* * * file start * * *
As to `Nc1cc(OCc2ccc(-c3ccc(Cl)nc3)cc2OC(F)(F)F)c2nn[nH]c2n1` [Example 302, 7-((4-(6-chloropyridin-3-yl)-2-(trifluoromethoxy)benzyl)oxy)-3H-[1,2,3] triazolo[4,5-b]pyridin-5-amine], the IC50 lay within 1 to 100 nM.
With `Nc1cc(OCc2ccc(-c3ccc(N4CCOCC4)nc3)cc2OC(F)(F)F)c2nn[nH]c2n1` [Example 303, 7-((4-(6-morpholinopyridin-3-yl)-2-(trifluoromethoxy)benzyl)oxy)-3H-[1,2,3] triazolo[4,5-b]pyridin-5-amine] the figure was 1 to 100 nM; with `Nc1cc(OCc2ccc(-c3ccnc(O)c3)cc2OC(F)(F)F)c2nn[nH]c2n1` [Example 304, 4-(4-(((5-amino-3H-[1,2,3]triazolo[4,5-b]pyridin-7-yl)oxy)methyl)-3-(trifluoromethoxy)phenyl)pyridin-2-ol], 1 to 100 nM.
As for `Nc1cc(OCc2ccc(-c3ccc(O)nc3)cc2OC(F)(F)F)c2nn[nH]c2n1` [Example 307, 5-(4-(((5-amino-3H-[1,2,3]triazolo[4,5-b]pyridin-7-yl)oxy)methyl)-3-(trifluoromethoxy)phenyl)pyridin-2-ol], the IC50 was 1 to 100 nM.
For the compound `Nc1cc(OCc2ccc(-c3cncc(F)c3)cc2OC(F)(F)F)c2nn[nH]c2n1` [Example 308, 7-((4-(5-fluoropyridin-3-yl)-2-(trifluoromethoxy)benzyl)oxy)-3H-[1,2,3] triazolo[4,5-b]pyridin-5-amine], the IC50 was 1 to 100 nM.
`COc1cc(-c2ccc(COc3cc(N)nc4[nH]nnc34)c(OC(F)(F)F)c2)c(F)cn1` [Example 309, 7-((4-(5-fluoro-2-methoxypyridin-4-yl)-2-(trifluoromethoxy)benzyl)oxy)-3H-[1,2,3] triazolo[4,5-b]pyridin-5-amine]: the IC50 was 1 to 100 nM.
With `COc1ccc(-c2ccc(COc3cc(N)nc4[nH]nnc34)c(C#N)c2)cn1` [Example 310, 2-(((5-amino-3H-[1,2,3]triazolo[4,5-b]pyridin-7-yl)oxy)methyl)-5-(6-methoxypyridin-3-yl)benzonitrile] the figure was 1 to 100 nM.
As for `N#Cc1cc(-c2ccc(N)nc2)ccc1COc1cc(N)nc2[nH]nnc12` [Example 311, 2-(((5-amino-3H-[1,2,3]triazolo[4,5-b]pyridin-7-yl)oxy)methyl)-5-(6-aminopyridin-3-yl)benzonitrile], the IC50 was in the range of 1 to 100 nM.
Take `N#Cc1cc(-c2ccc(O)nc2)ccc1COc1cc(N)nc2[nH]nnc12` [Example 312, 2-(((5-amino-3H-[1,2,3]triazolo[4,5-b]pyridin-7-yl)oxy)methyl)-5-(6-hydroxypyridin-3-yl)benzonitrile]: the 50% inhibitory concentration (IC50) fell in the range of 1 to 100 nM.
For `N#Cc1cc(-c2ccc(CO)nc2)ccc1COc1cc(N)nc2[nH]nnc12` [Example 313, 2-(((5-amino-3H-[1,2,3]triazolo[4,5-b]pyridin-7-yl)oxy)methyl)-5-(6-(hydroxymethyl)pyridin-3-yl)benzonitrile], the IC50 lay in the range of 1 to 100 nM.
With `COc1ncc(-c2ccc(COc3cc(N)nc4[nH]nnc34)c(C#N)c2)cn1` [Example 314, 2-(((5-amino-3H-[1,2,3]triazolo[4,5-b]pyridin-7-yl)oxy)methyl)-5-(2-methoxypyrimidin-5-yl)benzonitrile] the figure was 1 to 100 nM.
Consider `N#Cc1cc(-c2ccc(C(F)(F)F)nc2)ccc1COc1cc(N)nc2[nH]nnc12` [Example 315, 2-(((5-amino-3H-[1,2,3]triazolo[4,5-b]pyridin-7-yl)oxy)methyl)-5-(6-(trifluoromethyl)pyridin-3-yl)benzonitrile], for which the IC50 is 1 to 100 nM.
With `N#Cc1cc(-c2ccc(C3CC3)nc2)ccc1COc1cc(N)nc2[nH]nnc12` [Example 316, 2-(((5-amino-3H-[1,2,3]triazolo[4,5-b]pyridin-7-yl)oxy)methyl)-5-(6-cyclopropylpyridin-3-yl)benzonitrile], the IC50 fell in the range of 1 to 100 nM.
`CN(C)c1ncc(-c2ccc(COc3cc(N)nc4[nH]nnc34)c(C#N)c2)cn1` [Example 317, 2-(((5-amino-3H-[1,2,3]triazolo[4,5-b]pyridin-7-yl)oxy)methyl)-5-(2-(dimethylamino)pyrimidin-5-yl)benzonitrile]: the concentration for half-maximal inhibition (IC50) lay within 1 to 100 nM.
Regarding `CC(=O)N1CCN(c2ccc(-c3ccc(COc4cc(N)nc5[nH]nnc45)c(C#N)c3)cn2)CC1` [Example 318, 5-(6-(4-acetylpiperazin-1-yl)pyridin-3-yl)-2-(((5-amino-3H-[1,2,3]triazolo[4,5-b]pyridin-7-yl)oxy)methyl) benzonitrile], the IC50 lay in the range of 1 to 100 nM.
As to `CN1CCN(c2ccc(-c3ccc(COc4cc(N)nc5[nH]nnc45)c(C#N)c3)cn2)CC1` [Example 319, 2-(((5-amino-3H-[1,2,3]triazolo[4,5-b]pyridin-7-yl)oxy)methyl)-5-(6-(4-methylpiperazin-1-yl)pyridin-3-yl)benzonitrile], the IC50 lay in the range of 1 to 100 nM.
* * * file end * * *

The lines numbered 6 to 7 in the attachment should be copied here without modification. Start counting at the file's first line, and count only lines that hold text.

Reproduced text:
With `COc1ccc(-c2ccc(COc3cc(N)nc4[nH]nnc34)c(C#N)c2)cn1` [Example 310, 2-(((5-amino-3H-[1,2,3]triazolo[4,5-b]pyridin-7-yl)oxy)methyl)-5-(6-methoxypyridin-3-yl)benzonitrile] the figure was 1 to 100 nM.
As for `N#Cc1cc(-c2ccc(N)nc2)ccc1COc1cc(N)nc2[nH]nnc12` [Example 311, 2-(((5-amino-3H-[1,2,3]triazolo[4,5-b]pyridin-7-yl)oxy)methyl)-5-(6-aminopyridin-3-yl)benzonitrile], the IC50 was in the range of 1 to 100 nM.